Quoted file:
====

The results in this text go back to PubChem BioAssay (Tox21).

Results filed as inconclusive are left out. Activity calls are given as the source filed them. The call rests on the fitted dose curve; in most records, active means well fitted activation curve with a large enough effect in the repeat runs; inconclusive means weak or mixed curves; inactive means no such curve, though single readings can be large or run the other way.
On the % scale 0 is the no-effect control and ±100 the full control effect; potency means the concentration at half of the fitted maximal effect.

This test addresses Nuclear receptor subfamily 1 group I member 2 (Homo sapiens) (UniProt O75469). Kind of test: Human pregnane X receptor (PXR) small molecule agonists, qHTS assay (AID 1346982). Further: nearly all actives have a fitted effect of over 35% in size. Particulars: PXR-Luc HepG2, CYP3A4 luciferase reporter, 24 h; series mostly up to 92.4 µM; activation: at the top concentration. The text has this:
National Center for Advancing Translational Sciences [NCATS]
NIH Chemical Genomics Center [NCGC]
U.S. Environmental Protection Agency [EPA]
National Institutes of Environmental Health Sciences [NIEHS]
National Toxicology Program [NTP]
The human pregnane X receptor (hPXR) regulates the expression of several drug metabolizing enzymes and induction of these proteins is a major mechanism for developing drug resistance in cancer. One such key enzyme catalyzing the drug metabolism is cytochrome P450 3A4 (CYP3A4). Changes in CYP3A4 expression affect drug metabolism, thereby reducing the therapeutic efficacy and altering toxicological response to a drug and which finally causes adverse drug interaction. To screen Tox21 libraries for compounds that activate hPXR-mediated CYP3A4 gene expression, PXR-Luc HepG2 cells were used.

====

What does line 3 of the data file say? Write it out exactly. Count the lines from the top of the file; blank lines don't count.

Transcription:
On the % scale 0 is the no-effect control and ±100 the full control effect; potency means the concentration at half of the fitted maximal effect.